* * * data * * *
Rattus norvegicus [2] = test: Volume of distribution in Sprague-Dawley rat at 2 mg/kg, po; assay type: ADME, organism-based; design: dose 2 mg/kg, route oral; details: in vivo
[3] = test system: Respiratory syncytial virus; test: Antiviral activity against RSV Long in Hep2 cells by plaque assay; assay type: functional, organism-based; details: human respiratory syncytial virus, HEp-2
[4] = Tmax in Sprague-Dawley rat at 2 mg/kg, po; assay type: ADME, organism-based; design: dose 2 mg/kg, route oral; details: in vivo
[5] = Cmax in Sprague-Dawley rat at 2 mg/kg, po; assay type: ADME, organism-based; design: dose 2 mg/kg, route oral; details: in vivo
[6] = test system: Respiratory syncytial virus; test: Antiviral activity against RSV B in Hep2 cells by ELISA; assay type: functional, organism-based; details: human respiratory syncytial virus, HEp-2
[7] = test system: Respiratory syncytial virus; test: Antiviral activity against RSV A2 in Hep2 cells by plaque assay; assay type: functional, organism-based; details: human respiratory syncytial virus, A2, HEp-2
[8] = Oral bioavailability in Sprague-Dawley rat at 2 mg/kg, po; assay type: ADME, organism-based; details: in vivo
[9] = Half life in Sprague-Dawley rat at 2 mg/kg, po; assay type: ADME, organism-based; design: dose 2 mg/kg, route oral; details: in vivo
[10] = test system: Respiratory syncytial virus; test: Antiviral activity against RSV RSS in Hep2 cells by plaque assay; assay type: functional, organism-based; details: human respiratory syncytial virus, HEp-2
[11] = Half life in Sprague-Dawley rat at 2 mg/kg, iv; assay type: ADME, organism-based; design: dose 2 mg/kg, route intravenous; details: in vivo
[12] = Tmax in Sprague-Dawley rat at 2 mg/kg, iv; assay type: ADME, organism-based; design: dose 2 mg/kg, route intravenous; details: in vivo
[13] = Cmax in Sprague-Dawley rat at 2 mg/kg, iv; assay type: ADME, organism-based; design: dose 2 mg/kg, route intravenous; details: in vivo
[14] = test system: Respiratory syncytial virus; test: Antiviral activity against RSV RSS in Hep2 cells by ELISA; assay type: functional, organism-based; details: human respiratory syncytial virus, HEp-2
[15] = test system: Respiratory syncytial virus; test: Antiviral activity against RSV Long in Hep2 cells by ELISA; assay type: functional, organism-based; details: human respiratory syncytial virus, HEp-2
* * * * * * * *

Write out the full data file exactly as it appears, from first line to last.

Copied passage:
Rattus norvegicus [2] = test: Volume of distribution in Sprague-Dawley rat at 2 mg/kg, po; assay type: ADME, organism-based; design: dose 2 mg/kg, route oral; details: in vivo
[3] = test system: Respiratory syncytial virus; test: Antiviral activity against RSV Long in Hep2 cells by plaque assay; assay type: functional, organism-based; details: human respiratory syncytial virus, HEp-2
[4] = Tmax in Sprague-Dawley rat at 2 mg/kg, po; assay type: ADME, organism-based; design: dose 2 mg/kg, route oral; details: in vivo
[5] = Cmax in Sprague-Dawley rat at 2 mg/kg, po; assay type: ADME, organism-based; design: dose 2 mg/kg, route oral; details: in vivo
[6] = test system: Respiratory syncytial virus; test: Antiviral activity against RSV B in Hep2 cells by ELISA; assay type: functional, organism-based; details: human respiratory syncytial virus, HEp-2
[7] = test system: Respiratory syncytial virus; test: Antiviral activity against RSV A2 in Hep2 cells by plaque assay; assay type: functional, organism-based; details: human respiratory syncytial virus, A2, HEp-2
[8] = Oral bioavailability in Sprague-Dawley rat at 2 mg/kg, po; assay type: ADME, organism-based; details: in vivo
[9] = Half life in Sprague-Dawley rat at 2 mg/kg, po; assay type: ADME, organism-based; design: dose 2 mg/kg, route oral; details: in vivo
[10] = test system: Respiratory syncytial virus; test: Antiviral activity against RSV RSS in Hep2 cells by plaque assay; assay type: functional, organism-based; details: human respiratory syncytial virus, HEp-2
[11] = Half life in Sprague-Dawley rat at 2 mg/kg, iv; assay type: ADME, organism-based; design: dose 2 mg/kg, route intravenous; details: in vivo
[12] = Tmax in Sprague-Dawley rat at 2 mg/kg, iv; assay type: ADME, organism-based; design: dose 2 mg/kg, route intravenous; details: in vivo
[13] = Cmax in Sprague-Dawley rat at 2 mg/kg, iv; assay type: ADME, organism-based; design: dose 2 mg/kg, route intravenous; details: in vivo
[14] = test system: Respiratory syncytial virus; test: Antiviral activity against RSV RSS in Hep2 cells by ELISA; assay type: functional, organism-based; details: human respiratory syncytial virus, HEp-2
[15] = test system: Respiratory syncytial virus; test: Antiviral activity against RSV Long in Hep2 cells by ELISA; assay type: functional, organism-based; details: human respiratory syncytial virus, HEp-2